Via our anonymous-tips website widget came this correspondence December 4: “LA Times increases street price 50%… Not one mention of it anywhere on the Web. WHY?”
Well, partly BECAUSE this is not the kind of thing the LA Times or any other major daily likes to trumpet with a press release. But on behalf of this faithful reader, we checked in with an LAT spokesperson who kindly confirmed the full details:
“The single-copy price increase went into effect on December 3 for the daily (Monday-Friday) editions and this past weekend for the weekend and Sunday editions. It affects only the single-copy prices for the print editions sold at news racks and retail locations: $1.50 for daily, $2 for weekend or Sunday.”
“There isn’t an increase to rates for subscribers, or members. Those rates vary depending on frequency and we’re currently offering a free four-week trial of digital membership as well as print and digital membership packages that are more cost-effective for readers. For instance, our “Sunday Unlimited” membership package includes home delivery of the Sunday print edition, the daily e-edition (digital replica of print delivered via email) and unlimited access to latimes.com. As well as additional member benefits such as early access to select stories, special access and offers for live events and exclusive discount offers – for $1.99/week ($15.92 for 8-week subscription).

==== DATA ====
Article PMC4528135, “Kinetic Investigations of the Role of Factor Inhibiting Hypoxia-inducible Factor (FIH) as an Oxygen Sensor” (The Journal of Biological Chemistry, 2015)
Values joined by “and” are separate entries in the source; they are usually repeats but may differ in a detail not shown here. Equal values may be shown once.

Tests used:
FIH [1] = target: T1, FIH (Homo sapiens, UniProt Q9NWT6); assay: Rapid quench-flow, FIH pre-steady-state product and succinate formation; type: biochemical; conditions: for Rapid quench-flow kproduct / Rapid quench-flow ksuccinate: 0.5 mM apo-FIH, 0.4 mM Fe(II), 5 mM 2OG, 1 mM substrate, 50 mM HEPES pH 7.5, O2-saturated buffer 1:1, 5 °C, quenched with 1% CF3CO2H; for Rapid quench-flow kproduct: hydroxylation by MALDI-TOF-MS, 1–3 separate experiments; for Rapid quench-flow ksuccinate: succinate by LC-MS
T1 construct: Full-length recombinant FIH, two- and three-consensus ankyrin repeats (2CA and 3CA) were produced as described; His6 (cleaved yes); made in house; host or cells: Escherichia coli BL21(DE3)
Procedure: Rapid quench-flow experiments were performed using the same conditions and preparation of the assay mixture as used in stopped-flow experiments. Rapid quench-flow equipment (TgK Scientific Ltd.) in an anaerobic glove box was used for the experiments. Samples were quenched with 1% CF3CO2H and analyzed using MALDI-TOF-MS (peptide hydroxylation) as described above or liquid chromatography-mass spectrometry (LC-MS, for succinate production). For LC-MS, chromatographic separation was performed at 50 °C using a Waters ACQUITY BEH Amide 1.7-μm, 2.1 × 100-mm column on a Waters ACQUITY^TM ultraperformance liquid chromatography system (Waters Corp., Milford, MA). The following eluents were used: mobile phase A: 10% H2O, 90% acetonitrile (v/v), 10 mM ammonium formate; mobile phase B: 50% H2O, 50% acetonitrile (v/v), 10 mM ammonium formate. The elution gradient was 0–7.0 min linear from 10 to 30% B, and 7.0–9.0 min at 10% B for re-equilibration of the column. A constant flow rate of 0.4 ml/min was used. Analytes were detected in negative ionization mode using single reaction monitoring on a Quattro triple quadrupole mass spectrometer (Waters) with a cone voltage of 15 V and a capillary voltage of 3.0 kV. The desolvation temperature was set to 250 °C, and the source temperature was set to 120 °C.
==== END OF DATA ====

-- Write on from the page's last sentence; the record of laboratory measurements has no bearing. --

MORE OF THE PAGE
It makes sense. Casual white collar readers who want a hard copy for the commute or coffee shop are likely to be far more willing and able to pay a higher price. Although based on FishbowlLA’s experience, places like Starbucks need to do a better job of policing patrons who treat newspaper sales racks more like a lending library.
Update – 12/12/12: We heard from another reader after publication. John Walsh suggests that the LA Times is adding insult to injury by allowing customers to pay at some vending boxes with a credit card:
“Not all of the new street vending news machines are credit card friendly. There is a redlining plan of action here, where non-white neighborhood placed machines don’t have the new-fangled credit card attachment. Credit card option stations are installed exclusively in wealthy enclaves.”
We’re not sure about that, but actually the credit card option again makes sense. Who the heck these days when walking around has laundry money jangling around in pockets anymore?
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